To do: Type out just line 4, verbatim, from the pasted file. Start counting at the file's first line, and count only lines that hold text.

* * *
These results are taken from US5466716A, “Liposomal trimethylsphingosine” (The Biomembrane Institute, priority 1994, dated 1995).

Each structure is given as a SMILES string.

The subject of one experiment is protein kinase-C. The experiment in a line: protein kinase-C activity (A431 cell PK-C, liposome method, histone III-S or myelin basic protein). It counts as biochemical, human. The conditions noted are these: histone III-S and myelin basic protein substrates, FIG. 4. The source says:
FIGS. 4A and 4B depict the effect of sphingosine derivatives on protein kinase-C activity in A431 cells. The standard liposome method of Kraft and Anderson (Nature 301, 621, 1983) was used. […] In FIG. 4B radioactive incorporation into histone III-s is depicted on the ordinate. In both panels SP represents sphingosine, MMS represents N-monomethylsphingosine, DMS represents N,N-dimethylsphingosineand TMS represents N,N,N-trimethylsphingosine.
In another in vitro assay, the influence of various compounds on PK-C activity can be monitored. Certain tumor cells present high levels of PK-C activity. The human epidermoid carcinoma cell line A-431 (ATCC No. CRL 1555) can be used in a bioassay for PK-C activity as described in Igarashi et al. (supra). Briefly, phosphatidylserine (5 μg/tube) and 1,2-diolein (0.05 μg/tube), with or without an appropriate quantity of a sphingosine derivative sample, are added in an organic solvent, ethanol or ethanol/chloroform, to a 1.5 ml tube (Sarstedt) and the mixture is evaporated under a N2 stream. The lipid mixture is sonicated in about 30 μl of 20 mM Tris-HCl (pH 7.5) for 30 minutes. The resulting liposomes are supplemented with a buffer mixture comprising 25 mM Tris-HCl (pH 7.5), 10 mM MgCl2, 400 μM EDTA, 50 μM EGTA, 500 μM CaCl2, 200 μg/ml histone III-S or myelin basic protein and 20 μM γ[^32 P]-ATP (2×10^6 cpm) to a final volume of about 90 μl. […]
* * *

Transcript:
FIGS. 4A and 4B depict the effect of sphingosine derivatives on protein kinase-C activity in A431 cells. The standard liposome method of Kraft and Anderson (Nature 301, 621, 1983) was used. […] In FIG. 4B radioactive incorporation into histone III-s is depicted on the ordinate. In both panels SP represents sphingosine, MMS represents N-monomethylsphingosine, DMS represents N,N-dimethylsphingosineand TMS represents N,N,N-trimethylsphingosine.